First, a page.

How could a yacht that is an important part of sailing history have been allowed to deteriorate to such an extent that all that remains is a wooden hulk?
This is the question many people will be asking today as they read our report revealing the sorry state of Lively Lady, the yacht that carried Southsea greengrocer Alec Rose on an epic solo round-the-world voyage in 1968.
Bosses at Portsmouth International Boat Training College, based in the Historic Dockyard’s Boathouse No 4, have been accused of failing to live up to a deal to restore her.
The idea was to bring her back to her former glory in time for the 50th anniversary of her incredible journey.
But 18 months after she arrived in Boathouse No 4, the 36ft yacht is far from seaworthy.
So why has no renovation work been carried out?
Ocean racer Alan Priddy, who sailed Lively Lady around the world between 2006 and 2008 with a crew of disadvantaged youngsters from the Portsmouth area as part of his charity Around and Around, is clearly shocked at the state of affairs.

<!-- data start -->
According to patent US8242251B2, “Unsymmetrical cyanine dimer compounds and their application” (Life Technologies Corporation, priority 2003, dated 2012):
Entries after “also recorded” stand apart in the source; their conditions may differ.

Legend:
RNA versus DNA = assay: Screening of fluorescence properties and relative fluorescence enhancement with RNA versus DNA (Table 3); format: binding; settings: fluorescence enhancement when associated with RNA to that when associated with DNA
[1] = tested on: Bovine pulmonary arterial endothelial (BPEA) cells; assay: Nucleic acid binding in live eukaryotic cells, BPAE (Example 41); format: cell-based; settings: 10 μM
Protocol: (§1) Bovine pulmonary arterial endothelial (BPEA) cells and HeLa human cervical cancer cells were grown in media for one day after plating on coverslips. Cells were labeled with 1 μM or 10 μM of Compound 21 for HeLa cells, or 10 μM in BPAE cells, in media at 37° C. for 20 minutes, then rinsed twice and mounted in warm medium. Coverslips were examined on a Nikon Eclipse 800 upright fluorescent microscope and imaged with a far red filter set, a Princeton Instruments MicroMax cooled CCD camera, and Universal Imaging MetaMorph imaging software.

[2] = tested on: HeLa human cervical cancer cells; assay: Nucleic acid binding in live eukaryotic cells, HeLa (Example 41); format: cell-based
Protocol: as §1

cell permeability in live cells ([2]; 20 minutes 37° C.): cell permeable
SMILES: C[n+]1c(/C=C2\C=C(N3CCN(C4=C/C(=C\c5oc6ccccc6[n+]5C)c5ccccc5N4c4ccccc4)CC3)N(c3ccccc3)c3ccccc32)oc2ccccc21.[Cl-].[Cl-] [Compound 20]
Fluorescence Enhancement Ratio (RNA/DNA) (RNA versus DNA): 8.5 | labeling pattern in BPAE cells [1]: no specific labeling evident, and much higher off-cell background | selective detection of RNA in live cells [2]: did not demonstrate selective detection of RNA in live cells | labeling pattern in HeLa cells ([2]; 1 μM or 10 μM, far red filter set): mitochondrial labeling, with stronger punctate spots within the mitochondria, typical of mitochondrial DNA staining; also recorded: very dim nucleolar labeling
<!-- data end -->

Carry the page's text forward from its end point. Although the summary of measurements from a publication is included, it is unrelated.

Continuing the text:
The IBTC says it only agreed to restore Lively Lady’s deck and that demands from Mr Priddy to carry out further work on the boat’s interior had delayed the project.
Meanwhile Mr Priddy’s team said the work had always been about restoring the whole boat and not just the deck.
Whatever the truth, the reality is that Lively Lady is a sad sight. We really hope the work can still be completed elsewhere in time for next year’s big anniversary.
As for the IBTC management, we believe they still need to do some more explaining about what has happened in the case of Lively Lady and two other yachts sent to the college to be refurbished.